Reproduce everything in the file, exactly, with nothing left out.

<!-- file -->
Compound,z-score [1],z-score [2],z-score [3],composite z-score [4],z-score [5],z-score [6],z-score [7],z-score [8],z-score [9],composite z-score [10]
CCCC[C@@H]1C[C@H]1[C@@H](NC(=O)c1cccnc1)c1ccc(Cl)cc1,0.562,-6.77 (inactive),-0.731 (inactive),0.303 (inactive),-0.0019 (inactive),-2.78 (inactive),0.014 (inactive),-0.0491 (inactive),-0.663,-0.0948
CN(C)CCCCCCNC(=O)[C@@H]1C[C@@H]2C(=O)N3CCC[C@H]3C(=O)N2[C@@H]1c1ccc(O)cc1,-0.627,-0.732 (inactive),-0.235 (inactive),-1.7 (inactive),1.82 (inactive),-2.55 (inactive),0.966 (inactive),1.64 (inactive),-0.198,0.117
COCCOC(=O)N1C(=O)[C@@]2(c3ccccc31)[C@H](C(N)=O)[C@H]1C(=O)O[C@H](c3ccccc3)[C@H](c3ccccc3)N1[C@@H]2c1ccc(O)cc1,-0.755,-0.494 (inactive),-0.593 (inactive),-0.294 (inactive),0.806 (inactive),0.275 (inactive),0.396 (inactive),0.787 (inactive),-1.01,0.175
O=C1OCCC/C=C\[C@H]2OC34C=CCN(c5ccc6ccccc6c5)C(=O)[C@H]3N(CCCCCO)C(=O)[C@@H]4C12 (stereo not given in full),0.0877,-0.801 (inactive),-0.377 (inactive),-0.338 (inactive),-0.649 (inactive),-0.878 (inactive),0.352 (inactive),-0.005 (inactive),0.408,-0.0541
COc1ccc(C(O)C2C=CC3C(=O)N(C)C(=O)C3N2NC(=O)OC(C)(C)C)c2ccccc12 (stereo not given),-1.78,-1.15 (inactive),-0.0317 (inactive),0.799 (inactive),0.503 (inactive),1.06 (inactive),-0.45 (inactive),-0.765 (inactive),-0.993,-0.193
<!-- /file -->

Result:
Compound,z-score [1],z-score [2],z-score [3],composite z-score [4],z-score [5],z-score [6],z-score [7],z-score [8],z-score [9],composite z-score [10]
CCCC[C@@H]1C[C@H]1[C@@H](NC(=O)c1cccnc1)c1ccc(Cl)cc1,0.562,-6.77 (inactive),-0.731 (inactive),0.303 (inactive),-0.0019 (inactive),-2.78 (inactive),0.014 (inactive),-0.0491 (inactive),-0.663,-0.0948
CN(C)CCCCCCNC(=O)[C@@H]1C[C@@H]2C(=O)N3CCC[C@H]3C(=O)N2[C@@H]1c1ccc(O)cc1,-0.627,-0.732 (inactive),-0.235 (inactive),-1.7 (inactive),1.82 (inactive),-2.55 (inactive),0.966 (inactive),1.64 (inactive),-0.198,0.117
COCCOC(=O)N1C(=O)[C@@]2(c3ccccc31)[C@H](C(N)=O)[C@H]1C(=O)O[C@H](c3ccccc3)[C@H](c3ccccc3)N1[C@@H]2c1ccc(O)cc1,-0.755,-0.494 (inactive),-0.593 (inactive),-0.294 (inactive),0.806 (inactive),0.275 (inactive),0.396 (inactive),0.787 (inactive),-1.01,0.175
O=C1OCCC/C=C\[C@H]2OC34C=CCN(c5ccc6ccccc6c5)C(=O)[C@H]3N(CCCCCO)C(=O)[C@@H]4C12 (stereo not given in full),0.0877,-0.801 (inactive),-0.377 (inactive),-0.338 (inactive),-0.649 (inactive),-0.878 (inactive),0.352 (inactive),-0.005 (inactive),0.408,-0.0541
COc1ccc(C(O)C2C=CC3C(=O)N(C)C(=O)C3N2NC(=O)OC(C)(C)C)c2ccccc12 (stereo not given),-1.78,-1.15 (inactive),-0.0317 (inactive),0.799 (inactive),0.503 (inactive),1.06 (inactive),-0.45 (inactive),-0.765 (inactive),-0.993,-0.193